The final destination of this chapter is a proof of the following theorem due to Mossel, O’Donnell, and Oleszkiewicz [MOO05a,MOO10], first mentioned in Chapter 5.25:
Majority Is Stablest Theorem Fix $\rho \in (0,1)$. Let $f : \{1,1\}^n \to [1,1]$ have $\mathop{\bf E}[f] = 0$. Then, assuming $\mathbf{MaxInf}[f] \leq \epsilon$, or more generally that $f$ [...]
In this chapter we complete the proof of the Hypercontractivity Theorem for uniform $\pm 1$ bits. We then generalize the $(p,2)$ and $(2,q)$ statements to the setting of arbitrary product probability spaces, proving the following:
The General Hypercontractivity Theorem Let $(\Omega_1, \pi_1), \dots, (\Omega_n, \pi_n)$ be finite probability spaces, in each of which [...]
In 1970, Bonami proved the following central result:
The Hypercontractivity Theorem Let $f : \{1,1\}^n \to {\mathbb R}$ and let ${1 \leq p \leq q \leq \infty}$. Then $\\mathrm{T}_\rho f\_q \leq \f\_p$ for $0 \leq \rho \leq \sqrt{\tfrac{p1}{q1}}$.
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So far we have studied functions $f : \{0,1\}^n \to {\mathbb R}$. What about, say, $f : \{0,1,2\}^n \to {\mathbb R}$? In fact, very little of what we’ve done so far depends on the domain being $\{0,1\}^n$; what it has mostly depended on is our viewing the domain as a product probability distribution. Indeed, much [...]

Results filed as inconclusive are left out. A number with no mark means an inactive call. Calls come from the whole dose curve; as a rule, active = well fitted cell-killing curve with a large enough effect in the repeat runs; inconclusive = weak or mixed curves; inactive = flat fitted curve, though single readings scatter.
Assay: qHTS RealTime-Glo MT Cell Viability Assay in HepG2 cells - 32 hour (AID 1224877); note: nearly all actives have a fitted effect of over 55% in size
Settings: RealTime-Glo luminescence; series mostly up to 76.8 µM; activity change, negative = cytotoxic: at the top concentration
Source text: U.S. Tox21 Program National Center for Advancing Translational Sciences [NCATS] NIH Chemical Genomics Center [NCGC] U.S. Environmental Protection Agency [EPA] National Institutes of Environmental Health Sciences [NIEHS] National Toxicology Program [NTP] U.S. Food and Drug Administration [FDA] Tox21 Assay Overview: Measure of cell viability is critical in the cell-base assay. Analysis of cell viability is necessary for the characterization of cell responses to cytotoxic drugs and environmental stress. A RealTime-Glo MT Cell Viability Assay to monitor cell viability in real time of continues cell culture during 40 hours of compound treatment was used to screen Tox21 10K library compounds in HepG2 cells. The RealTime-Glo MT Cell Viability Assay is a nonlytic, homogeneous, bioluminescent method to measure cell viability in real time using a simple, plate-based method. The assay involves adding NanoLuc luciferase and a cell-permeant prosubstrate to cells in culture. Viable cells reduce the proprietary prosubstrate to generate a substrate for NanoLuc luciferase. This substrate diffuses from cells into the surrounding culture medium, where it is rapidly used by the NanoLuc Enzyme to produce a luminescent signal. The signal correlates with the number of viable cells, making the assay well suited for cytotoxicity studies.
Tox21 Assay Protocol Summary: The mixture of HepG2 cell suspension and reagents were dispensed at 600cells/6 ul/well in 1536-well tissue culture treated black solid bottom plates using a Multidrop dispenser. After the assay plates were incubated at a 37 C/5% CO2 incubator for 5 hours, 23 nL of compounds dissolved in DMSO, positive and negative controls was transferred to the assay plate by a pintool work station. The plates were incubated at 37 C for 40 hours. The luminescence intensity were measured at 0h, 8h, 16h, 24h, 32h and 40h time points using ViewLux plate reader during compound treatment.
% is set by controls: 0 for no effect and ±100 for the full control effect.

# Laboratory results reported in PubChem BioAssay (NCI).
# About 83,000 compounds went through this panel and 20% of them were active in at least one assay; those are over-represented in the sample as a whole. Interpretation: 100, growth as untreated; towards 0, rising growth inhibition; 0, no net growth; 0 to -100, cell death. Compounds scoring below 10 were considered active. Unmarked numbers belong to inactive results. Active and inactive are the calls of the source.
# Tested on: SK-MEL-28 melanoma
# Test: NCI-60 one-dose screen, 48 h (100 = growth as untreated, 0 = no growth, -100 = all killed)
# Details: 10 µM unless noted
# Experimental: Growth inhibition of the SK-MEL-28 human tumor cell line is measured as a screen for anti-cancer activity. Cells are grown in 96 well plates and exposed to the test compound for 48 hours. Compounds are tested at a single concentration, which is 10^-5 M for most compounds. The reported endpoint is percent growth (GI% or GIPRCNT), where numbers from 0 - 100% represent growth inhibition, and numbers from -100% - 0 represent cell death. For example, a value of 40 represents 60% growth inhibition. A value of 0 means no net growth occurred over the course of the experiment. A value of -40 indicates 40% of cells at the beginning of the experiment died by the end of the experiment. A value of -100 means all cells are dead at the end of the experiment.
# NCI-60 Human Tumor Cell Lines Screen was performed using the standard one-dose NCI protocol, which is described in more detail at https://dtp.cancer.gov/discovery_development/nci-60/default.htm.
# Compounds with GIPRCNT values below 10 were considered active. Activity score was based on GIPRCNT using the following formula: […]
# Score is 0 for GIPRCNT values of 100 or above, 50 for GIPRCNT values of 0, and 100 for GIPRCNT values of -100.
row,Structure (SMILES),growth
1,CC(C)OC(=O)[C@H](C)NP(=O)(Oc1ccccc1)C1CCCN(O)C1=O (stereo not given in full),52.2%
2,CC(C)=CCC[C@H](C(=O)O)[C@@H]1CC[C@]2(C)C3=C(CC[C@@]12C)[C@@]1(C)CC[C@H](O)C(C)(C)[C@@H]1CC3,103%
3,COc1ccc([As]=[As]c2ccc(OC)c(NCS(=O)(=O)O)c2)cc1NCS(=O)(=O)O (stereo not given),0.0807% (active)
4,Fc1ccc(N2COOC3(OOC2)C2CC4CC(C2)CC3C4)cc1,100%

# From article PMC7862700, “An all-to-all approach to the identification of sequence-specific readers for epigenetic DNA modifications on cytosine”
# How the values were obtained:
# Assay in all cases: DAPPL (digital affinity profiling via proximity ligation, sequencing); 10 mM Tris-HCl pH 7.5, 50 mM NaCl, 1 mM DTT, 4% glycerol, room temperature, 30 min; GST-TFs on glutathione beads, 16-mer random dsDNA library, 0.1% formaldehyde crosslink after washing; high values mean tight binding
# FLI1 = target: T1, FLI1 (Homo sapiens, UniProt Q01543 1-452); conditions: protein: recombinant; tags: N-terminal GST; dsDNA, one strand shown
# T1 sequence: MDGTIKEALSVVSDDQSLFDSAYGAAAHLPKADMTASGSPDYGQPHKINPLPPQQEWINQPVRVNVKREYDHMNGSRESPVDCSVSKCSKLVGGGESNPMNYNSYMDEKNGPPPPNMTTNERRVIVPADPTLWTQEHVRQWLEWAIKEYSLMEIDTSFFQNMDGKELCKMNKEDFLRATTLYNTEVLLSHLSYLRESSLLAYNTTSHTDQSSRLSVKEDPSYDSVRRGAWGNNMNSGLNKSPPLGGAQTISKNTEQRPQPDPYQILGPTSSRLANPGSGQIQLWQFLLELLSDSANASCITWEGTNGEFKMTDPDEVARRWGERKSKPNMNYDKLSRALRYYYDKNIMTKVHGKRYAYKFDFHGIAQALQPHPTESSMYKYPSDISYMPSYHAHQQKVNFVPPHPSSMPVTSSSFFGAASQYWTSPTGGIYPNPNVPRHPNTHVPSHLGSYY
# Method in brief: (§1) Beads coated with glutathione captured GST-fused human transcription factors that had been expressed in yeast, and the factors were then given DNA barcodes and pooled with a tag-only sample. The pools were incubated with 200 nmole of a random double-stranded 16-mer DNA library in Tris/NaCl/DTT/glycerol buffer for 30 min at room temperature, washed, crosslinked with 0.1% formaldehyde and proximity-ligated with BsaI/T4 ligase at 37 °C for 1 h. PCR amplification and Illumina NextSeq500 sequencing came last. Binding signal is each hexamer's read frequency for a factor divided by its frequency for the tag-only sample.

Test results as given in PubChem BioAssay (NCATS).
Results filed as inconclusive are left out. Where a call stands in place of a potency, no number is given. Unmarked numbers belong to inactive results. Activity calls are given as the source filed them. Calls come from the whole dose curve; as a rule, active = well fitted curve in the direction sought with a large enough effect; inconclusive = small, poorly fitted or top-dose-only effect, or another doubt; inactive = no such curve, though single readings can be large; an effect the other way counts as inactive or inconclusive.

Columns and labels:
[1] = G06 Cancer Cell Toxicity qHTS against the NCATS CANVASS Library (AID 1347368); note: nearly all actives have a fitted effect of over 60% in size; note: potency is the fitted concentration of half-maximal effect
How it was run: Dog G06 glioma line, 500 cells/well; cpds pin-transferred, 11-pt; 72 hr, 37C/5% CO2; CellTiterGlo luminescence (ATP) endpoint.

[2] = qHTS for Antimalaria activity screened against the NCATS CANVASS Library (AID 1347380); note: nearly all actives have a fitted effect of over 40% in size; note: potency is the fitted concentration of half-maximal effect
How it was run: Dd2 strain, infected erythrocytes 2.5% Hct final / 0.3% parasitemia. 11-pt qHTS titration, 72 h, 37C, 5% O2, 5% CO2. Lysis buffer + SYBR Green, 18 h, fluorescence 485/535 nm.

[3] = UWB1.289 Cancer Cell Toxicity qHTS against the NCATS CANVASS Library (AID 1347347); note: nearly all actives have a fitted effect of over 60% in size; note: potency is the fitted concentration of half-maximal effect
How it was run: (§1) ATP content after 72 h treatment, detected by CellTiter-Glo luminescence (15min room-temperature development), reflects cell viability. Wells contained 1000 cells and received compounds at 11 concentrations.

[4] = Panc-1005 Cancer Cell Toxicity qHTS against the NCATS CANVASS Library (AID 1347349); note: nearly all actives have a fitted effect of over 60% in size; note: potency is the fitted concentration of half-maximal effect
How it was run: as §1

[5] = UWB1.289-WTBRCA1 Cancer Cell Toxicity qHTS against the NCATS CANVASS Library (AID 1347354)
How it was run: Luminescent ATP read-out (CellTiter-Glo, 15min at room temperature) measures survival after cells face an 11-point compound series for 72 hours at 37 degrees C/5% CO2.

In this chapter we study several closely intertwined topics: property testing, probabilistically checkable proofs of proximity (PCPPs), and constraint satisfaction problems (CSPs). All of our work will be centred around the task of testing whether an unknown boolean function is a dictator. We begin by extending the BLR Test to give a $3$query property testing [...]
In this chapter we discuss various notions of pseudorandomness for boolean functions; by this we mean properties of a fixed boolean function which are in some way characteristic of randomly chosen functions. We will see some deterministic constructions of pseudorandom probability density functions with small support; these have algorithmic application in the field of derandomization. [...]
This chapter is devoted to linear threshold functions, their generalization to higher degrees, and their exemplar the majority function. The study of LTFs leads naturally to the introduction of the Central Limit Theorem and Gaussian random variables — important tools in analysis of boolean functions. We will first use these tools to analyze [...]
In this chapter we investigate boolean functions representable by small DNF formulas and constantdepth circuits; these are significant generalizations of decision trees. Besides being natural from a computational point of view, these representation classes are close to the limit of what complexity theorists can “understand” (e.g., prove explicit lower bounds for). One reason [...]
One reasonable way to assess the “complexity” of a boolean function is in terms how complex its Fourier spectrum is. For example, functions with sufficiently simple Fourier spectra can be efficiently learned from examples. This chapter will be concerned with understanding the location, magnitude, and structure of a boolean function’s Fourier spectrum.
In this chapter we introduce a number of important basic concepts including influences and noise stability. Many of these concepts are nicely motivated using the the language of social choice. The chapter is concluded with Kalai’s Fourierbased proof of Arrow’s Theorem.


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